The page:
Book three of the series, The Cross-Country Quilters introduces us to new quilters. As suggested by the title, these quilters make their way from various regions of the country to Elm Creek for a quilt retreat. Naturally, the established characters make appearances throughout the book. Sylvia is on the mend from an occurrence in the second book. Sarah and Matthew, who have now assumed a greater role in the management of Elm Creek Manor, are seen from time to time, as well, with issues between them growing.
We are introduced to women who are unlikely to become friends, were it not for their Cross Country Quilters group, but yet form friendships. One character, Julia, is making a last-ditch effort to revive her failing movie career by learning to quilt for a part in a movie. Two other quilters, Donna and Megan, met on the Internet and have the opportunity to meet in person at Elm Creek Manor at the quilt retreat. Vinnie, a spunky octogenerian, is hoping to pair her grandson with Donna.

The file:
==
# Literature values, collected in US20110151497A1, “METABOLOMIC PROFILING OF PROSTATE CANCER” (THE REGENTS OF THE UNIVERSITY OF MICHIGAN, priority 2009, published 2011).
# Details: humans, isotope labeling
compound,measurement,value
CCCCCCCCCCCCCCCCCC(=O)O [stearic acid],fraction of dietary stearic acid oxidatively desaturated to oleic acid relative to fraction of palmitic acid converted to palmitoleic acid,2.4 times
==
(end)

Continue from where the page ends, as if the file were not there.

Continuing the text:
We are introduced to quilters of color in this book. Grace, a world famous quilter, has been unable to quilt for several months. While she states that she has a severe case of 'quilter's block,' the reality is that she is hiding MS, a debilitating illness, which robs her of her ability to hold scissors or to sew fabric pieces together. We also meet Judy, whose soldier father abandoned her and her mother not long after she was born. Judy has recently been contacted by her father's other family, and is debating traveling to meet them.
As always, there is a healthy mix of triumphs and trials, successes and failures in the book. In a society where a large segment of the population is nearing retirement age, dealing with issues of aging and illness are very appropriate. It is also appreciated that quilters of color are included, as well. Also, there are parenting challenges, marital problems, physical illnesses (other than MS), just to name of few. Cross-Country Quilters is an enjoyable read.